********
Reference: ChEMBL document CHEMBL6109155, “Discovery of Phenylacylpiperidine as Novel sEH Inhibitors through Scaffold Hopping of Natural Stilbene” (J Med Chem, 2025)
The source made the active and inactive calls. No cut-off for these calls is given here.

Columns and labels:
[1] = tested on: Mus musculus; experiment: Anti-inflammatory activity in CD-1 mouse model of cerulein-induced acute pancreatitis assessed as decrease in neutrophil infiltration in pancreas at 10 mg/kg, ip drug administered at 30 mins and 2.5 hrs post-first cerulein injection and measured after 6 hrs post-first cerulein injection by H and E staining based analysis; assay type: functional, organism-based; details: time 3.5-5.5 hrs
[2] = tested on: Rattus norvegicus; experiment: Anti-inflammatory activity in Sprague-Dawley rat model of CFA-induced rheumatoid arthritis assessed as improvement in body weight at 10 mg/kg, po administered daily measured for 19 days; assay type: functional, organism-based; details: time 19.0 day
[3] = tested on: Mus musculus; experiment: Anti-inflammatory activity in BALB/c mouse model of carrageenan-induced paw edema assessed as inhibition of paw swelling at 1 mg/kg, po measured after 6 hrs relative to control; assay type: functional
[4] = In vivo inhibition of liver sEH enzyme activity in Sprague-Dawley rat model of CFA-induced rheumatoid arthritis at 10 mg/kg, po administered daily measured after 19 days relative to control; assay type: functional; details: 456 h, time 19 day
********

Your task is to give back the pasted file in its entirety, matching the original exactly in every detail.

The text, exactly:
Reference: ChEMBL document CHEMBL6109155, “Discovery of Phenylacylpiperidine as Novel sEH Inhibitors through Scaffold Hopping of Natural Stilbene” (J Med Chem, 2025)
The source made the active and inactive calls. No cut-off for these calls is given here.

Columns and labels:
[1] = tested on: Mus musculus; experiment: Anti-inflammatory activity in CD-1 mouse model of cerulein-induced acute pancreatitis assessed as decrease in neutrophil infiltration in pancreas at 10 mg/kg, ip drug administered at 30 mins and 2.5 hrs post-first cerulein injection and measured after 6 hrs post-first cerulein injection by H and E staining based analysis; assay type: functional, organism-based; details: time 3.5-5.5 hrs
[2] = tested on: Rattus norvegicus; experiment: Anti-inflammatory activity in Sprague-Dawley rat model of CFA-induced rheumatoid arthritis assessed as improvement in body weight at 10 mg/kg, po administered daily measured for 19 days; assay type: functional, organism-based; details: time 19.0 day
[3] = tested on: Mus musculus; experiment: Anti-inflammatory activity in BALB/c mouse model of carrageenan-induced paw edema assessed as inhibition of paw swelling at 1 mg/kg, po measured after 6 hrs relative to control; assay type: functional
[4] = In vivo inhibition of liver sEH enzyme activity in Sprague-Dawley rat model of CFA-induced rheumatoid arthritis at 10 mg/kg, po administered daily measured after 19 days relative to control; assay type: functional; details: 456 h, time 19 day